Punjab Sindh Gujarat Maratha...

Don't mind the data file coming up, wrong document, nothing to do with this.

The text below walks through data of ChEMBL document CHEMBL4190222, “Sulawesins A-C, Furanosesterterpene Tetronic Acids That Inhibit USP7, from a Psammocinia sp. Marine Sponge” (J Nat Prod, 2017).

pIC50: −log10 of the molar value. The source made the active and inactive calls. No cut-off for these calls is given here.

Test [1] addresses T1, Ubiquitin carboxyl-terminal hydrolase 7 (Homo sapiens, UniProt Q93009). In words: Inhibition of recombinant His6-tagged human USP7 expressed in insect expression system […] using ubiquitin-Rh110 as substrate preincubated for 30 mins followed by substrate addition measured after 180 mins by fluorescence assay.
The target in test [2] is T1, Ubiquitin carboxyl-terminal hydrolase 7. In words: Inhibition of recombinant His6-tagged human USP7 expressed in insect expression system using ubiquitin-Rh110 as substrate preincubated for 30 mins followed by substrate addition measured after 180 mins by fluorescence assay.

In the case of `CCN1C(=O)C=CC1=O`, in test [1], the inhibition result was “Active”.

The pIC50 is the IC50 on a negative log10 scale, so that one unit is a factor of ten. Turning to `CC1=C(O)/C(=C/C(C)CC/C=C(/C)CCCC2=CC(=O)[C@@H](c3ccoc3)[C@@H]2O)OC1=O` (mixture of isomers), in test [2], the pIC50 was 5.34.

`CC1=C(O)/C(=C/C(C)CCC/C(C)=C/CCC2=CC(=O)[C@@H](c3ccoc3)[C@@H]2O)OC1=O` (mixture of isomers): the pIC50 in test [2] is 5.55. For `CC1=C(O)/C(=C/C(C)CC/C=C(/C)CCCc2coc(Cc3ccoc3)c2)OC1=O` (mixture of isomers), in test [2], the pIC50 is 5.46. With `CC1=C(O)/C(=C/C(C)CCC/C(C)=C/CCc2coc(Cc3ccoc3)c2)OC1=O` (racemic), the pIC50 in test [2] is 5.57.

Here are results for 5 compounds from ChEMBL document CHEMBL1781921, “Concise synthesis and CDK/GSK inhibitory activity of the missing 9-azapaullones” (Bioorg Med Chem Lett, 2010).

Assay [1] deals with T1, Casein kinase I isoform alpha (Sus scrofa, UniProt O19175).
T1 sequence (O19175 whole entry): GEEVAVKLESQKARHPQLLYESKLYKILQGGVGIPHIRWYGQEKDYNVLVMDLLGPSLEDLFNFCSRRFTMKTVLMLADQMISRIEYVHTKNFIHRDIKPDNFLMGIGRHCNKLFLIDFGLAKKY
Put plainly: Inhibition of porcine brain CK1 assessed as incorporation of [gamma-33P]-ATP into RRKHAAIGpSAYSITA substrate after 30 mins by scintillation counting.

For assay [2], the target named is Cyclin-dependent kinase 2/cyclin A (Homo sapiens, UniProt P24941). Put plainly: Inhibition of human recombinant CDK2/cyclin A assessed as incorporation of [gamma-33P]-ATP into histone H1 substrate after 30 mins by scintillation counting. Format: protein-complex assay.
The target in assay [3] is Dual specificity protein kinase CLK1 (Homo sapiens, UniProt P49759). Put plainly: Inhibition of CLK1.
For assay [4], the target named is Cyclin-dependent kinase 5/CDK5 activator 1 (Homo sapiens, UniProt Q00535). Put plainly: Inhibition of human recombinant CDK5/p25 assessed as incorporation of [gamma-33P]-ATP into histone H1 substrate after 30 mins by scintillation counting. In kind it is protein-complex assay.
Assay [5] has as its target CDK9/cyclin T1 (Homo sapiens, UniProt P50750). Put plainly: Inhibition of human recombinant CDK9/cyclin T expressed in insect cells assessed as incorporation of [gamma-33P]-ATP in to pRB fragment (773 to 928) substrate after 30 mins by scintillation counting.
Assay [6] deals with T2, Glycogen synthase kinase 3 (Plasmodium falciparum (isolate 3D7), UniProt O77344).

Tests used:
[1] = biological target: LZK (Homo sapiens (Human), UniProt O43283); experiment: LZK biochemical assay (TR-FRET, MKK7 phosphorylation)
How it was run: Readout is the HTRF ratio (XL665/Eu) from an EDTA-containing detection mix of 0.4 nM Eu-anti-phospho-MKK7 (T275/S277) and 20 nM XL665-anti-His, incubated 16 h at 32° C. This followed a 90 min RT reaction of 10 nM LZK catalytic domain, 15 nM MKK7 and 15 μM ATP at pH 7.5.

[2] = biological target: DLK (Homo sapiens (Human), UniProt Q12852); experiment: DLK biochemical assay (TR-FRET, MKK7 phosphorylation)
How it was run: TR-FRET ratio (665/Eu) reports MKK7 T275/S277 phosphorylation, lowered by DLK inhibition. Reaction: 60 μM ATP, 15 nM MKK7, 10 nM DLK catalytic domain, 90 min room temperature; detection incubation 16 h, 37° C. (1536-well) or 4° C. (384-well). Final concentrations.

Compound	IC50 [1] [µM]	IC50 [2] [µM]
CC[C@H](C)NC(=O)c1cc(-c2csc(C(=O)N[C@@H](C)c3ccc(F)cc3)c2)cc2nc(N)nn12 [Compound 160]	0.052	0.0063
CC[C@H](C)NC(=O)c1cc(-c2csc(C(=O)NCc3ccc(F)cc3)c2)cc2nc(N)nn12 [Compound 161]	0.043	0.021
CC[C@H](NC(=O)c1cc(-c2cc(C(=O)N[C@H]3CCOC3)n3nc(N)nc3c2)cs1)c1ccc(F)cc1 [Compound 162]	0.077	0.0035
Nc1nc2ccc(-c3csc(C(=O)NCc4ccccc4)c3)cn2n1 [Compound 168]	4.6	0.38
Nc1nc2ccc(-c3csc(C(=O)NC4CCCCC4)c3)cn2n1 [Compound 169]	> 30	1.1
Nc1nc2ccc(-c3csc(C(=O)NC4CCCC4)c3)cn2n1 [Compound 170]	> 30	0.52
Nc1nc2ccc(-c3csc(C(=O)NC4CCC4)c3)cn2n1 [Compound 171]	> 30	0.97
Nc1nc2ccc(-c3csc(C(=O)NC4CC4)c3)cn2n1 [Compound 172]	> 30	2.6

Punjab Sindh Gujarat Maratha... By Y S P Thorat Article published in Sakaal Marathi on July 17, 2022- This is the original English version* : Punjab, Sindh, Gujarat Maratha… Whoever writes the destiny of mortals - either deliberately or mischievously- intertwined the fate of my father, a passionate Maratha, with the‘land of five rivers' thereby binding us, his children, in a similar fashion. His seminal brush with Punjab happened in 1931 when his friend RK Nehru introduced him to a young Punjabi medical student at Lady Hardinge Medical College in Delhi. The meeting was fateful. The Maratha, smitten with love, lost a minor battle of Panipat. He proposed marriage only to be thwarted – not by the maiden - but by parents from both sides. Not one to give up, he and his fiancée - my mother - waited for 5 years before the obstacles were overcome and their wedding was celebrated in 1936. As a consequence of these occurrences, we, his children became heirs to two cultures by birth and to a multiplicity of traditions by upbringing. Taking the cue from our parents we too chose our partners. I shared these thoughts with my wife as the plane took off for Amritsar. She read for a while and then dozed off. My childhood had been spent in the north and its culture and traditions were imprinted deeply on me. Though the lingua franca at home was English, mother invariably conversed with us in Punjabi thus giving us the gift of the language and its idiom. As regards holidays, our‘dual citizenship' entailed Diwalis in Kolhapur and summer holidays in Kasauli - a charming hill station now in Himachal where my maternal grandfather, a leading lawyer of the High Court, had acquired a beautiful summer residence together with the hill on which it was built!! The family home, however, was a large rambling house in Amritsar which we visited from time to time. This idyllic state of affairs ended once I left for Mayo and after that, it was Maharashtra and the Marathi – Maratha - ethos that shaped me. So strong was this influence that as time passed, memories of childhood slowly faded. Thus, it was quite by chance that one day when Usha was away in Mumbai and I was surfing 'You Tube', the title of a Punjabi film caught my fancy. I played it on a whim not realizing that this would trigger the“forgotten half”to surface and put me on this flight. Usha stirred as the‘touch-down’was announced. Outside, green, yellow, blue, brown; the green of lush wheat fields, the yellow of mustard, the blue of nourishing rivers, and the brown of villages interspersed in between. The plane touched down. We located our cab. On the way to the hotel, the driver and I talked,“clicked" and on impulse, we booked him for the duration of our stay. 'Hukum deo Huzur' he said. What do you want to see? Darbar Saab, I replied. 'Wah ki gal kiti. Dil jeet leya Saab.' Then he looked at me quizzically trying to figure out why a non-Punjabi was in such a hurry to get to Darbar Saheb. But the question he asked was Where are you from? Maharashtra, I replied. He pondered over the reply and then said 'Thwadi gal kuch samaj nai aaye.' I replied in chaste Punjabi. “My mother was a Punjabi. I have come to visit her, honour her memory, and find myself”. His face lit up 'Baadshao, Chalo, hune chalo.' We cover our heads and enter. The temple is bathed in the light of the setting sun. Hundreds of pilgrims walk around, sit, and pray. Some are Sikhs, others clearly Hindus – Tamils, Maharashtrians, Bengalis, Assamese… all denominations. Despite the crowd, there is silence. Perhaps, hundreds of years of prayers have so sanctified the shrine that the mind is automatically driven to stillness and silence. Away from the stratosphere of politics, we are a people harmonious with diversity, thriving alongside each other, celebrating life, indifferent to whether the building in front is a temple, church, or gurudwara. Sounds of Gurubani -- the message of that gentle saint, Nanak -- waft in the breeze lifting our hearts in one breath to heaven, drawing out the pain from within us. Half a millennium ago, Nanak, in the tradition of the Buddha, taught “Nanak dukhiya sab sansar” Suffering characterizes life and then added, “Nanak, ‘naam’ jahaz hai” The way out is by ceaselessly remembering Him. I recall my mother explaining the substance of his message: The world is balanced by evil and good, pain and ecstasy, deprivation and bounty. Whatever is taken away is required to maintain the cosmic equilibrium and whatever is given to you fulfills an essential want”. And then my eyes are drawn to bullet holes in the wall – a stark reminder of the military operation that took place in 1984 on this holy ground. For an instant, the mind recoils from that memory. I understand the compulsions that drove Operation Bluestar but the heart bleeds at the hurt it must have caused the Sikhs -- the gentlest and happiest among our people. For a while, we sit side by side in silence wondering how to bridge the gap between an ideal state of being that we cannot attain and the ordinariness of daily existence we cannot live with. फ़र्श से मुतमइन नहीं, पस्त है ना-पसंद है ; अर्श बहुत बुलंद है, ज़ौक़-ए-नज़र को क्या करूँ ? The next day the driver insists we have breakfast at his place. We do and then walk to the Jallianwala Bagh. A guide materializes and leads us to the narrow ‘Historical Lane’ through which Dyer brought guns and troops to shoot at the innocent crowd that had assembled in the Bagh on 13th April 1919 - the day of the Baisakhi Mela. “There were no exit points” he explains “and in their panic people ran to the walls to escape or jumped into the well”. We walk to the bullet-ridden wall – a testimony to Dyer’s savagery and the horror unleashed here. I can’t believe that it actually happened; that a man could – coldly and with calculation - rain bullets and machine-gun fire at a gathering of defenseless people and then, before the Hunter Commission, have the gumption to say that he saw no wrong in what he had done. I also can’t understand a country that after his dismissal from the army glorified such a man and presented him with a purse of ten thousand pounds. While walking in the Bagh I experience mixed feelings. There is something eerie about the place. I shiver and draw the shawl tightly around me. 'What's wrong?' asks Usha? 'Nothing' I reply. The Bagh shapes a national memory and a national past. For officials and our leaders, 13th April is the moment to pay homage to the nation's freedom fighters and remember a commanding political event. For the people of Amritsar, however, it is an emotional reference point to express their cumulative pain. Perhaps it is time to map the dissonance between the people's narratives and academic histories and listen to those whose families were there on that fateful day or were subsequently humiliated. I too would like to testify that after the firing, when martial law was imposed in the city for six weeks, Indians were stripped, jailed, whipped, and made to crawl. On one of these days, my grandfather was returning home from court. His car was stopped at the corner of the lane leading to our family home and he was made to crawl at gunpoint till he reached the gate. Yes, I would like to testify - not only about the aftermath of the Jallianwala Bagh incident – but about the holocaust of the partition that Punjab faced head-on in 1947. India's partition ostensibly along religious lines is simply the most dramatic instance of post-war decolonization based on an arbitrary drawing of boundaries. The forced migration of an estimated fourteen and a half million people and the murder of perhaps two million innocent men, women, and children devastated subcontinental psyches. Painful memories of displacement and the horrific killing of kith and kin have left deep psychological scars which have still not healed. These traumatic memories have fuelled hostile relations between India and Pakistan, compounding the difficulties in resolving issues like Kashmir and the sharing of Himalayan River waters. Partition remains a defining moment that is neither the beginning nor the end and continues to influence how the peoples and states of postcolonial South Asia envisage their past, present, and future. Usha is strangely silent, almost withdrawn on the return journey to the airport. And then perhaps to lighten the mood she asks 'So, what does it mean to be a Maratha and a Punjabi – a kind of two-in-one ice cream?' It is an intriguing question but I have no ready answer. The Maratha within me is sure of who he is, where he has come from, and what he believes in. But what about my other half? Can I define my identity as a Punjabi similarly and in a way harmonious with my other self? Suddenly it seems to me that the resolution of the two identities within me is akin to – and reflects - the plurality within our society. I am a Maratha and a Punjabi because my parents met 90 years ago but do I know what other genetic linkages exist within me – and by that token, within each one of us? Is it important to define myself as a Maratha or a Punjabi or as a“human being”? Similarly, if at a societal level we can accept that many streams have flown through our body politic since the dawn of history will we not inch towards a more compassionate understanding of each other? Is that not why our constitution premises the unity and integrity of India on citizenship - on the fact that we were Indians not because we belong to a particular caste, creed, or region but because we were born in this hallowed land. And it was in this way that the answer I was seeking within myself came to me. I turned to Usha and said “The answer to your question is that I am a Maratha from the Deccan, and the Godavari and Krishna flow through me as do the Ravi, Sutlej, and the Beas; just as pithla and bhakri are part of my bloodstream so also are sarson da saag and makke di roti; just as “Har Har Mahadev” impels me to battle, so also does “Bole so Nihal …” The truth is that the only unwavering identity within me is that of an“Indian”. It is an identity that I am proud to carry with me -- in this life and thereafter. ****. **** *Shared by Usha Thorat